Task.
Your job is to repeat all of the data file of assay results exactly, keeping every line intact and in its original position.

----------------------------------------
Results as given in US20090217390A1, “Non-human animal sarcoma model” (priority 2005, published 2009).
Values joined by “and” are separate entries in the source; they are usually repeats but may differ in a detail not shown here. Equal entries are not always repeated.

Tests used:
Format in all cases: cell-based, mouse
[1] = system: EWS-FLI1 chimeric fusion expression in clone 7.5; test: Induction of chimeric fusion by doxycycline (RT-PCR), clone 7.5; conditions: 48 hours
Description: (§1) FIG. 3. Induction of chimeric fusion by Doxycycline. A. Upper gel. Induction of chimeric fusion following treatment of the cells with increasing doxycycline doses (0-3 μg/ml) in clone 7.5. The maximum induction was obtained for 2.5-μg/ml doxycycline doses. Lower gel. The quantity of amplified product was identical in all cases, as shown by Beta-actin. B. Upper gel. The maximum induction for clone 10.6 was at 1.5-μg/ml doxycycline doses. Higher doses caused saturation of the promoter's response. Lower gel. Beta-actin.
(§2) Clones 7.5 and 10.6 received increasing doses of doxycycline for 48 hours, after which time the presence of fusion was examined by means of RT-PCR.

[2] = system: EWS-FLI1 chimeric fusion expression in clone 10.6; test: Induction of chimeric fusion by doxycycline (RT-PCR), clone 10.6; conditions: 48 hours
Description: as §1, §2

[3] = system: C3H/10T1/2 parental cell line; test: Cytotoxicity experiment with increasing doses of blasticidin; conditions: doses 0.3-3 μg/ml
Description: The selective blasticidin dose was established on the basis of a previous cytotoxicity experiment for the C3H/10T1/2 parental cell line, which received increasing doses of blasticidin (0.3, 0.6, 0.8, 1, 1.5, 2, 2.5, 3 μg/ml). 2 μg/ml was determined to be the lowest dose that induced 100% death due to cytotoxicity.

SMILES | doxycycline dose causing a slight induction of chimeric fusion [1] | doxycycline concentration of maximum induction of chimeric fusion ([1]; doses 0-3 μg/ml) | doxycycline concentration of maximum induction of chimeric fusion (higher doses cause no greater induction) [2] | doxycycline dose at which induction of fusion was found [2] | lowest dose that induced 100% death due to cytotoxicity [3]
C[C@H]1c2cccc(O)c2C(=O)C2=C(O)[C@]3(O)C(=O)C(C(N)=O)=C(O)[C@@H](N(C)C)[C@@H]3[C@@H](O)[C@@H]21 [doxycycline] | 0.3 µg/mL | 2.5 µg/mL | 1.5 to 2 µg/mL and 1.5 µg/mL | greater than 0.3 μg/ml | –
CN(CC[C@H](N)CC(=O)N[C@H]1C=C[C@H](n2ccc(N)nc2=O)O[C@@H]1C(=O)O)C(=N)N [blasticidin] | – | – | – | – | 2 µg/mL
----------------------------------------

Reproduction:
Results as given in US20090217390A1, “Non-human animal sarcoma model” (priority 2005, published 2009).
Values joined by “and” are separate entries in the source; they are usually repeats but may differ in a detail not shown here. Equal entries are not always repeated.

Tests used:
Format in all cases: cell-based, mouse
[1] = system: EWS-FLI1 chimeric fusion expression in clone 7.5; test: Induction of chimeric fusion by doxycycline (RT-PCR), clone 7.5; conditions: 48 hours
Description: (§1) FIG. 3. Induction of chimeric fusion by Doxycycline. A. Upper gel. Induction of chimeric fusion following treatment of the cells with increasing doxycycline doses (0-3 μg/ml) in clone 7.5. The maximum induction was obtained for 2.5-μg/ml doxycycline doses. Lower gel. The quantity of amplified product was identical in all cases, as shown by Beta-actin. B. Upper gel. The maximum induction for clone 10.6 was at 1.5-μg/ml doxycycline doses. Higher doses caused saturation of the promoter's response. Lower gel. Beta-actin.
(§2) Clones 7.5 and 10.6 received increasing doses of doxycycline for 48 hours, after which time the presence of fusion was examined by means of RT-PCR.

[2] = system: EWS-FLI1 chimeric fusion expression in clone 10.6; test: Induction of chimeric fusion by doxycycline (RT-PCR), clone 10.6; conditions: 48 hours
Description: as §1, §2

[3] = system: C3H/10T1/2 parental cell line; test: Cytotoxicity experiment with increasing doses of blasticidin; conditions: doses 0.3-3 μg/ml
Description: The selective blasticidin dose was established on the basis of a previous cytotoxicity experiment for the C3H/10T1/2 parental cell line, which received increasing doses of blasticidin (0.3, 0.6, 0.8, 1, 1.5, 2, 2.5, 3 μg/ml). 2 μg/ml was determined to be the lowest dose that induced 100% death due to cytotoxicity.

SMILES | doxycycline dose causing a slight induction of chimeric fusion [1] | doxycycline concentration of maximum induction of chimeric fusion ([1]; doses 0-3 μg/ml) | doxycycline concentration of maximum induction of chimeric fusion (higher doses cause no greater induction) [2] | doxycycline dose at which induction of fusion was found [2] | lowest dose that induced 100% death due to cytotoxicity [3]
C[C@H]1c2cccc(O)c2C(=O)C2=C(O)[C@]3(O)C(=O)C(C(N)=O)=C(O)[C@@H](N(C)C)[C@@H]3[C@@H](O)[C@@H]21 [doxycycline] | 0.3 µg/mL | 2.5 µg/mL | 1.5 to 2 µg/mL and 1.5 µg/mL | greater than 0.3 μg/ml | –
CN(CC[C@H](N)CC(=O)N[C@H]1C=C[C@H](n2ccc(N)nc2=O)O[C@@H]1C(=O)O)C(=N)N [blasticidin] | – | – | – | – | 2 µg/mL